BWC’s Special Investigations Dept nets 7 convictions in June

The Ohio Bureau of Workers’ Compensation netted seven convictions in June in criminal cases related to workers’ compensation fraud.

“Investigating and putting an end to fraud helps protect the benefits of injured workers and keep employers’ premiums down,” said BWC Administrator/CEO Sarah Morrison. “That’s why BWC is so proactive in pursuing all employers, medical providers, workers and others who are suspected of committing fraud.”

Those convicted include child care center operators, skilled tradesmen and others who had lapsed policies, forged certificates of coverage or worked while receiving injured worker’s benefits.

As of June 30, BWC’s Special Investigations Department had secured 55 convictions this calendar year. June convictions include:

  • Walter Dappert, (Butler County) – The owner of Dappert Masonry Construction pleaded guilty June 8 to one count of workers’ compensation fraud, a fifth-degree felony. Investigators found he had forged a BWC certificate of coverage to show he had active coverage when, in fact, the policy had lapsed in 2010. A judge sentenced Dappert to three years community control, 40 hours of community service and restitution to BWC in the amount of $1,507. Dappert brought his BWC policy into compliance prior to sentencing.
  • Terry Shaver (Franklin County) – The Grove City man pleaded guilty June 8 to one count of workers compensation fraud, a first-degree misdemeanor, after investigators found him working for a pest control company while receiving injured worker’s benefits. A judge sentenced Shaver to 12 months probation and ordered him to pay $5,000 restitution to BWC by May 2017.
  • Karon Jones (Cuyahoga County) – The Cleveland-area child care center owner pleaded guilty June 13 in the Cuyahoga County Court of Common Pleas to a first-degree misdemeanor count of Attempted Obstructing Official Business after investigators found her coverage had lapsed from Jan. 1, 2010 through June 30, 2015. A judge ordered Jones to pay BWC $33,985 in restitution.
  • Tenora Edwards-Jones (Cuyahoga County) – The child care center owner pleaded guilty June 14 in Cuyahoga County Court of Common Pleas to one count of Failure to Comply with the Law, a second-degree misdemeanor. Edwards-Jones had lapsed coverage at two day care centers in Cleveland Heights. Prior to her sentencing, she paid BWC $28,514 to bring both policies current.
  • Angelique Braxton (Franklin County) – The home health aide pleaded guilty June 15 in the Franklin County Court of Common Pleas to a misdemeanor count of workers’ compensation fraud after she was found working for 20 months while collecting BWC benefits. She paid BWC $1,902 for its investigation and $37,962 in restitution.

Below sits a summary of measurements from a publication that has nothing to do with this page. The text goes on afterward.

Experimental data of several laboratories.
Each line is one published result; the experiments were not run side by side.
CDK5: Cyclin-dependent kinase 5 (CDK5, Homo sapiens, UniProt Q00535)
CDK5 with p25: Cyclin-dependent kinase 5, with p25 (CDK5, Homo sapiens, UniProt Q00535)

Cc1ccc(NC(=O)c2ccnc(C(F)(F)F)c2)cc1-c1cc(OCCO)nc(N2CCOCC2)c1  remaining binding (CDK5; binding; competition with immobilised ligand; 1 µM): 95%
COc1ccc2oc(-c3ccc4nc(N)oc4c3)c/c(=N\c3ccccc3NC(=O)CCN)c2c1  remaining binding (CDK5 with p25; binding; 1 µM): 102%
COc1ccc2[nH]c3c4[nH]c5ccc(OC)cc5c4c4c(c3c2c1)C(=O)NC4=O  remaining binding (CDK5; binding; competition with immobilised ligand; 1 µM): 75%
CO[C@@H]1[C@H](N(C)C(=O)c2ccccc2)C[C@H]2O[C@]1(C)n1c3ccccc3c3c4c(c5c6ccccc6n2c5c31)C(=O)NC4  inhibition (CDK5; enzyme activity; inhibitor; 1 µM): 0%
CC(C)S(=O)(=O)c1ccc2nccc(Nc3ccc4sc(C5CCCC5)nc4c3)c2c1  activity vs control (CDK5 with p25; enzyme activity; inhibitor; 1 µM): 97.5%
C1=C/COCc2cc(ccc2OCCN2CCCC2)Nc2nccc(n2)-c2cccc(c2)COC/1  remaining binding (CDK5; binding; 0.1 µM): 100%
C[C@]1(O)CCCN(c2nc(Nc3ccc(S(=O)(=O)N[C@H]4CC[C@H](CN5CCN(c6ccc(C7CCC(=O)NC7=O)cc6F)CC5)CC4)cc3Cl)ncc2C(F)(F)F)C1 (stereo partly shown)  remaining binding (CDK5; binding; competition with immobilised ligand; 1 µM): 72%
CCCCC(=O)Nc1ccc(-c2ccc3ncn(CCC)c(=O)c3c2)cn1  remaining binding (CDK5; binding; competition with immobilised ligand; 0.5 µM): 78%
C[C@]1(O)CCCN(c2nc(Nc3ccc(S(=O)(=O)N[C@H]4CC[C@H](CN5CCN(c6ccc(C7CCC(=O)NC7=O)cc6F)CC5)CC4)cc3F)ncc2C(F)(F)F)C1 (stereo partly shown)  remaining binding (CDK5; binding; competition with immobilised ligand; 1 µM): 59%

• Gary Miller (Fairfield County) – The Columbus area painter pleaded guilty June 23 to one count of workers’ compensation fraud, a first-degree misdemeanor, after investigators found he had forged a BWC certificate of coverage after his policy had lapsed. A judge in Fairfield County Municipal Court sentenced Miller to two years probation and ordered him to pay $732 in fines and restitution.
  • Brian DuVernay (Allen County) – The Lima-area man, owner of A Better Way Contracting, pleaded guilty June 24 to one count of Failure to Comply, a second-degree misdemeanor, after investigators found he hadn’t submitted payroll reports, causing his BWC policy to lapse. The Lima Municipal Court fined DuVernay $150 and warned that he would be jailed and face additional charges if he did not come into full compliance with BWC.

Additionally, a Northwest Ohio woman entered into a Hardin County Diversion Program in June in lieu of conviction after investigators found she had altered several BWC certificates of coverage to make them look current after they had lapsed. Kathy S. Detwiler, owner of Detwiler Enterprises Inc., must participate in the program for one year, complete at least 160 hours of community service and abide by all regulations concerning BWC. Once completed, all charges will be dropped.

To report suspected workers’ compensation fraud, call 1-800-644-6292 or visit bwc.ohio.gov.

Check out our latest cases at ohiobwcblog.wordpress.com and view BWC’s workers’ comp fraud awareness video on YouTube.

BWC nets conviction after pizza chain owner doesn’t deliver

Mike Abro Booking Photo2The owner of several Happy’s Pizza stores in Northeast Ohio must serve a year probation and pay the Ohio Bureau of Workers’ Compensation $18,000 after failing to bring one of his BWC policies into compliance.

Mike G. Abro, 43, of Avon Lake, pleaded guilty July 6 in the Cuyahoga County Court of Common Pleas to one second-degree misdemeanor count of Failure to Comply. As a condition of his probation, Abro was ordered to bring the policy into compliance with the law. Abro made a $15,000 payment in June, and must enter into a payment plan on his remaining balance of approximately $18,000.

BWC’s Special Investigations Department (SID) started looking at Abro in early 2014 after BWC staffers could not resolve a payment issue with Happy Pizza’s Michigan headquarters. Investigators subsequently discovered Abro owned six Happy’s Pizza locations in Cuyahoga, Lorain and Stark counties, and four policies had lapsed.

BWC worked with Abro to bring those policies current, but pressed charges earlier this year after Abro failed to become compliant at his East Cleveland location.

To report suspected workers’ compensation fraud, call 1-800-644-6292 or visit bwc.ohio.gov.

Cleveland health care worker convicted of workers’ comp fraud

CrystalMooreA Cleveland woman caught holding a regular job while receiving injured worker’s benefits must pay the Ohio Bureau of Workers’ Compensation (BWC) a little more than $16,000 and serve five years probation.

Crystal Moore, 31, was sentenced June 28 in Franklin County Court of Common Pleas after pleading guilty to a fifth-degree felony count of workers’ compensation fraud. The judge ordered her to pay the BWC $16,048 in monthly payments of at least $200. If Moore misses a payment, she must serve 30 days in jail.